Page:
Posted on April 4, 2016 in ATSC News
Building on the success of the first ATSC 3.0 Plug Fest in Shanghai last fall, a second round of testing was held March 2-25 in Hunt Valley, Maryland. This Plug Fest, hosted by Sinclair Broadcast Group and ONE Media, involved a number of equipment manufacturers and developmental groups, including Avateq, DekTec, Enensys, ETRI, LG Electronics, NERC, ProTelevision and TeamCast.
“It’s exciting to see companies collaborate to ensure ATSC 3.0 system interoperability,” said Mark Richer, ATSC President.
“The entire group was very positive about the Plug Fest. We completed about 212 tests in just over three days,” said Testing Coordinator Lachlan Michael, an R&D manager at Sony. “Minor issues with individual implementations were discovered, and in most cases fixed during our time in Hunt Valley. Participants worked ‘round-the-clock to improve their equipment, and re-tests confirmed the issues were fixed. Knowing your equipment works for a large number of test cases is a big plus for participants, as they can have confidence in their current implementations and now move forward with implementing and testing new areas of the specifications.”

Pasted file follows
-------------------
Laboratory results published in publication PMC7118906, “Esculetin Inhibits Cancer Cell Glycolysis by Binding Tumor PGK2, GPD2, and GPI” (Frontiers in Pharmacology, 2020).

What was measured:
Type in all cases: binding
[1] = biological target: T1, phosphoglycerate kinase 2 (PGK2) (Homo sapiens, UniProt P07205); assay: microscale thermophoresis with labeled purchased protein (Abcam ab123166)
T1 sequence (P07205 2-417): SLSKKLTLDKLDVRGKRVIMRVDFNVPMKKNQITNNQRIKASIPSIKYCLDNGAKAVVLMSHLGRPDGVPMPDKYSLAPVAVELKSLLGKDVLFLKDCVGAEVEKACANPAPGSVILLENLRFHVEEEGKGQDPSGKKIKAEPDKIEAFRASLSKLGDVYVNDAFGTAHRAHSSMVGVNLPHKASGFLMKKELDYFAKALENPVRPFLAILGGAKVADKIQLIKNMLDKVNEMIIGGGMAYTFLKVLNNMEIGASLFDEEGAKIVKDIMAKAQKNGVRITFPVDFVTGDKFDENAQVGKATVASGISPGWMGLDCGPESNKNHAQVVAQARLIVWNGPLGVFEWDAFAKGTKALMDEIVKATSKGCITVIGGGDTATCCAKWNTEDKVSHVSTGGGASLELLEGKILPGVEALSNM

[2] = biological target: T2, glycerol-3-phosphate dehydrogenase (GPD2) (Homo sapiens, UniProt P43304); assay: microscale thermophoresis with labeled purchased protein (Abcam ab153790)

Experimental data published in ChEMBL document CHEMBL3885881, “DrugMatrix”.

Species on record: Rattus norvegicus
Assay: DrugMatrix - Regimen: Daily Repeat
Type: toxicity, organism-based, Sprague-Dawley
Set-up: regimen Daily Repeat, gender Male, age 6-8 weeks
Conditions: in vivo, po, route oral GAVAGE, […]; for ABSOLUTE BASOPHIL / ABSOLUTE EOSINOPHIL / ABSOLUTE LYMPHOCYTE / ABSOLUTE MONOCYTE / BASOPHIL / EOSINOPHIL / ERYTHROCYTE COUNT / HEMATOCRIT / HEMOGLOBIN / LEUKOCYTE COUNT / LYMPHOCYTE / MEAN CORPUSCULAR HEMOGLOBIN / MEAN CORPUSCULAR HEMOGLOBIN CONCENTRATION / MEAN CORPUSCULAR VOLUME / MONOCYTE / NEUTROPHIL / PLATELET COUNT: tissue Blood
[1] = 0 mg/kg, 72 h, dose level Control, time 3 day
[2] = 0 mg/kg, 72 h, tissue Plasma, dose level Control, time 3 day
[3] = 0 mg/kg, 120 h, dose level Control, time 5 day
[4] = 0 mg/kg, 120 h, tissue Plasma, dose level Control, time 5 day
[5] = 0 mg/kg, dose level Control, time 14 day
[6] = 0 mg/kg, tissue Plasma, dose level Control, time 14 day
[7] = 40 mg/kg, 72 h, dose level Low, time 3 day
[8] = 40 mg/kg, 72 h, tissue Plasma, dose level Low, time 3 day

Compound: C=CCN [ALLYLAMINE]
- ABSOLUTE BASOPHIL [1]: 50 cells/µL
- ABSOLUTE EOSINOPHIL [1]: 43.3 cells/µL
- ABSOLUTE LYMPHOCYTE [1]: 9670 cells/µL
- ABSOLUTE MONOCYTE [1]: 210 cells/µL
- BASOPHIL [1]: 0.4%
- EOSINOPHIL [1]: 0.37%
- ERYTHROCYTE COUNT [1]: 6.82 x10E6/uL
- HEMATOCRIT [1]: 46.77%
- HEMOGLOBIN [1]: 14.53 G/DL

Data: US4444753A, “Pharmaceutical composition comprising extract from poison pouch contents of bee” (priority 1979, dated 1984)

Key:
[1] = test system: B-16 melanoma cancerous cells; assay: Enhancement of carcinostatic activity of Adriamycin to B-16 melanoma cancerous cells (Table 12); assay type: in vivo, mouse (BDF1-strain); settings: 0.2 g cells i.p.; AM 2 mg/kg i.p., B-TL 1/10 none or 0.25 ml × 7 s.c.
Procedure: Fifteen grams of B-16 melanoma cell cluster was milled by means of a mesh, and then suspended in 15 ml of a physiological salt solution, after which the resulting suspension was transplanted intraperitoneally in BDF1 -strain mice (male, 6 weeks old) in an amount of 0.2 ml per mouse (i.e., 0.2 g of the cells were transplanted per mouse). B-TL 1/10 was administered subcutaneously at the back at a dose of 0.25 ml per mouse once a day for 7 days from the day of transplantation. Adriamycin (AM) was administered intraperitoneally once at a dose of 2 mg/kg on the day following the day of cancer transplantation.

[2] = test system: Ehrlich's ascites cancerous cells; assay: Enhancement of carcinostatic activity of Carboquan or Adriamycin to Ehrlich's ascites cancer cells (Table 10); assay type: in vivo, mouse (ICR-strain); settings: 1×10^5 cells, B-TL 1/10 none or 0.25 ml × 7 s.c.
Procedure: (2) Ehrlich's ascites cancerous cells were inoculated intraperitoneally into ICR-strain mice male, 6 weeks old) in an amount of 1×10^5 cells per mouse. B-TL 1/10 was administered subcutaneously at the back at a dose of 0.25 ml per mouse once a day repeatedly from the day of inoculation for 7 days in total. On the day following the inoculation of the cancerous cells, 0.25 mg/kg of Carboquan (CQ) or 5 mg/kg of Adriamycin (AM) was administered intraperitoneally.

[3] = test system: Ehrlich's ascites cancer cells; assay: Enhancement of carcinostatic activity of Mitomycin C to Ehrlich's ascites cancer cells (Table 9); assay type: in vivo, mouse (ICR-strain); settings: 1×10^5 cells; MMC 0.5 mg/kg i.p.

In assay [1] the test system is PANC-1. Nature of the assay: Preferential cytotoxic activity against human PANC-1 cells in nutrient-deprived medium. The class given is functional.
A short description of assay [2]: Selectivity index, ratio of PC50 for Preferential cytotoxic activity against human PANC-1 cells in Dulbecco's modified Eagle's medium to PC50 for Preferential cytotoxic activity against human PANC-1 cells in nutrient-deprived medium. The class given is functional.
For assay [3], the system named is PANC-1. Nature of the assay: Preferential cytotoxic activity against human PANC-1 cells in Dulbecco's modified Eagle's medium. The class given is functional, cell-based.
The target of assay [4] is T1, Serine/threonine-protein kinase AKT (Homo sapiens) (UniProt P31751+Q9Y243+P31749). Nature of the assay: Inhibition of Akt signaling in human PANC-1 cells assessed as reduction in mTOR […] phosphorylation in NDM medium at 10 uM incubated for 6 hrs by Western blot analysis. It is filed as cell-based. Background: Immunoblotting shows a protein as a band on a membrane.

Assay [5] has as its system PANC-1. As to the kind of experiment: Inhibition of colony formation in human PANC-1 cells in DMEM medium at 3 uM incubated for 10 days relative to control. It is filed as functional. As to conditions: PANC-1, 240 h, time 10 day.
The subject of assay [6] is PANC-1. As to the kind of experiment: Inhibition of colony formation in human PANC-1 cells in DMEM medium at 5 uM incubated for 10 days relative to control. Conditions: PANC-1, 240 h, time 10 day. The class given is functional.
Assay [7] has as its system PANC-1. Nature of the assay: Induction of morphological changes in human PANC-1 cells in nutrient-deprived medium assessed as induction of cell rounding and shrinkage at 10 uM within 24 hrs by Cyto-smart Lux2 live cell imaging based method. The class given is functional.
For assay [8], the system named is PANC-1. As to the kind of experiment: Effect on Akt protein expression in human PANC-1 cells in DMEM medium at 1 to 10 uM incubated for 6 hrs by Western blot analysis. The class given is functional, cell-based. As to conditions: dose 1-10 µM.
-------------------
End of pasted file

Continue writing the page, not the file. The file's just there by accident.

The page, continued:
The ATSC 3.0 standard is evolving at an extremely rapid pace. “Manufacturers have made so much progress, and continue to make progress,” Lou Libin, another testing coordinator and director of advanced technology at the Sinclair Broadcast Group, told TV Technology. He noted that manufacturers involved in the testing compile notes on system shortcomings and remedy these when they get back home. In some cases, tweaks can be made as the Plug Fest proceeds.
Michael said experimental over-the-air signals from Sinclair’s full-power Channel 43, about 9 miles away, were useful in establishing system performance. “We set up an outdoor antenna and ran cable into the test room. The signal was transmitting 256QAM and code rate 9/15, which is a high bit rate giving a payload of around 25Mbps. This signal was correctly received by two different modulators, proving that the specification works not only in the lab but that some real-world noise and multipath was no problem, even for prototype receivers.”
Posted in ATSC News
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